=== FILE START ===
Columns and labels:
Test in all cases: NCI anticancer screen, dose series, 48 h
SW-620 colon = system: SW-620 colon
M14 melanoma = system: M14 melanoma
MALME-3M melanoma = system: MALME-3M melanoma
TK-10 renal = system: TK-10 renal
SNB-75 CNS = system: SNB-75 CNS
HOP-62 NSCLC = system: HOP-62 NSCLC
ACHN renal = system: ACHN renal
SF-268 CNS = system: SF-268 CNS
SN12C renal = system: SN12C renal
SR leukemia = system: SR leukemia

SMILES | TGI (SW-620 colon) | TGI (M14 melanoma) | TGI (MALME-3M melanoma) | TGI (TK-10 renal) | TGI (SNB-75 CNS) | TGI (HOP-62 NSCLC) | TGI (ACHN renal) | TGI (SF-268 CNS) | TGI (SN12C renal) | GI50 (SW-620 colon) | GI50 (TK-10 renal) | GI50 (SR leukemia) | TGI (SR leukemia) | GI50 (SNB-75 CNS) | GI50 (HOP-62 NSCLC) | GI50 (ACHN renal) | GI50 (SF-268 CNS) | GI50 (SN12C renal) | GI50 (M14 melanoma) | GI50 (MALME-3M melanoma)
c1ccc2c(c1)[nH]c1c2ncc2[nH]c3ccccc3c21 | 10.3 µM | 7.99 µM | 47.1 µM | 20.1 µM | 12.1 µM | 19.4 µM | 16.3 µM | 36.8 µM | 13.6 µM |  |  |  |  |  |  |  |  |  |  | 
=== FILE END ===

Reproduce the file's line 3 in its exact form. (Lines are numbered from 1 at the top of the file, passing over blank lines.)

SW-620 colon = system: SW-620 colon